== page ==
The App Store has opened a door for companies to engage their customer base like never before. The new iAds platform lets dynamic ‘fun’ advertisements be placed inside apps to make the customer more willing to view the ad, but this doesn’t stray far from what consumers are used to. Many companies have abandoned the traditional advertising model and are trying a different approach: Make the Apps be advertisements themselves. Many of you are probably familiar with Real Racing GTI, the wildly popular racing game by Firemint. The game has hundreds of thousands of downloads, because it’s good and it’s free. Obviously, the game is a promotional tool used by Volkswagen to promote the Golf GTI, but since it is not a half-baked game, consumers want to download it.
Another example is You Cruise by Mazda MX-5, which was released today. This game takes a similar approach by making the star of the game the car. Mazda also adds in Facebook integration, which (they hope) will result in viral marketing through social media. The tagline of the game is “The only Mazda MX-5 experience that is more authentic is to drive the real thing for yourself.” Which is clearly a plug to encourage potential customers. The German version of the app even comes with a built in dealership-locater.
The main difference between these two apps is how ‘pushy’ they are. You Cruise takes an aggressive approach, making the advertising more blatant, which has the side effect of turning-off the customer. Real Racing GTI makes the game about the racing first and the car secondary, which is more subtle, and a much more effective strategy.
AMP Up Before You Score was Pepsi’s attempt at Appvertising, but it went horribly wrong. The app was labeled as “sexist” and consumers were outraged. A feeble attempt to control the situation can be view on their twitter feed:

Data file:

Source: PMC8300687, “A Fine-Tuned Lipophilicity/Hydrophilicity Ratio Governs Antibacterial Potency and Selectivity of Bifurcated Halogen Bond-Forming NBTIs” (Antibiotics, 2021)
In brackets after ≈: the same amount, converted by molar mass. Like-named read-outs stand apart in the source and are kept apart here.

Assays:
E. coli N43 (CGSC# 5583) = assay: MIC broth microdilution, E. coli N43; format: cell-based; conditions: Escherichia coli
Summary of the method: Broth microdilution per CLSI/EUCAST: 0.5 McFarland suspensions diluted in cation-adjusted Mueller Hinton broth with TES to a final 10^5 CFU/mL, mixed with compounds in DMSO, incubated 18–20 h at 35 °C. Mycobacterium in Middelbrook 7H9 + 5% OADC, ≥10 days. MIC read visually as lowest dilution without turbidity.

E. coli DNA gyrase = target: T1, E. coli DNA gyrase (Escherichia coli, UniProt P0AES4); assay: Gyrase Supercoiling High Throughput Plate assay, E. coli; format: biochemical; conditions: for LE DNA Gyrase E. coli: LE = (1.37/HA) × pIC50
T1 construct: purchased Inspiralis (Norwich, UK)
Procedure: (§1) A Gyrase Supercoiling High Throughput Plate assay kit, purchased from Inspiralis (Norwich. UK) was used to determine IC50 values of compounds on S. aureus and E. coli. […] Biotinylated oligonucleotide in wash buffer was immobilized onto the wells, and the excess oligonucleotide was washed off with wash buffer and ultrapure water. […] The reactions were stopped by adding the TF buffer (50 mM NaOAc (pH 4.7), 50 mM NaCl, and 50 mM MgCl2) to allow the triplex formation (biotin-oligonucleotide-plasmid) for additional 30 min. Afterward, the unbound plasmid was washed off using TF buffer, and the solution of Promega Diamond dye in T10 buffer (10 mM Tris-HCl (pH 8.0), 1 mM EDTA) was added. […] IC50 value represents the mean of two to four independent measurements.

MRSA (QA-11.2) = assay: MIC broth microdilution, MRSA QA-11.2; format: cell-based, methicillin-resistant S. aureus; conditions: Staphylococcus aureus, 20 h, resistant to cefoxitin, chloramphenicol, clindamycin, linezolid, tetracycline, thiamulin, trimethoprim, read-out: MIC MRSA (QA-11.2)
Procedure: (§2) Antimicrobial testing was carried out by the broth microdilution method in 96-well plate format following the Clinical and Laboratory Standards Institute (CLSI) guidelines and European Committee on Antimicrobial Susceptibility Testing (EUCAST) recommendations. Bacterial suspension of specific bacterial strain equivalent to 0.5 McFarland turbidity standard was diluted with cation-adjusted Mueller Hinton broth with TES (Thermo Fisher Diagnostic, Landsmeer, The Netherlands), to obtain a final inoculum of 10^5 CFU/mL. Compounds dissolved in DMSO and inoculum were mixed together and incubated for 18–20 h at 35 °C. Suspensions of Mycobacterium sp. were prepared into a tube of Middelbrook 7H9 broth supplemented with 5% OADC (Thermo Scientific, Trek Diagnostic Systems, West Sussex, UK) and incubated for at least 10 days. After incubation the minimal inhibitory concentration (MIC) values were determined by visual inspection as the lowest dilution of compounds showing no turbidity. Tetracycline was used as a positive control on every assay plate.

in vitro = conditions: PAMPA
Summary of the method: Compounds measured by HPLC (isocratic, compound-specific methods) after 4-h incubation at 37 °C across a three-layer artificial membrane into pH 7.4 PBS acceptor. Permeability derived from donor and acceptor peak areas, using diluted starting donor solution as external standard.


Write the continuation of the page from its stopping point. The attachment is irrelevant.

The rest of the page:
Our app tried 2 show the humorous lengths guys go 2 pick up women. We apologize if it’s in bad taste & appreciate your feedback. #pepsifail
Pepsi eventually pulled the app, but the damage was already done.
Good or Bad?
Mobile applications and games allow companies to market their product in a way that wasn’t possible in the past. Social media allows the previously faceless businesses to become our Facebook Friends and talk to us directly. These new methods of marketing let products become engrained in our everyday lives, without being shoved in our faces. Consumers have become wise to the 30 second TV and radio advertisements, and either tune them out or DVR past them. Companies have to adapt, and are taking full advantage of these new mediums. Whether this new method is here to stay is unknown, only time will tell. But the result for the end user is both good and bad: Great games like Real Racing are available to us for free, but soft drink companies can respond to your status updates. At what point does this subliminal advertising go to far, and will all companies be able to figure-it-out like Volkswagen has? Or are there going to have more PR nightmares like Pepsi, where companies try to be too hip to the point of self-destruction?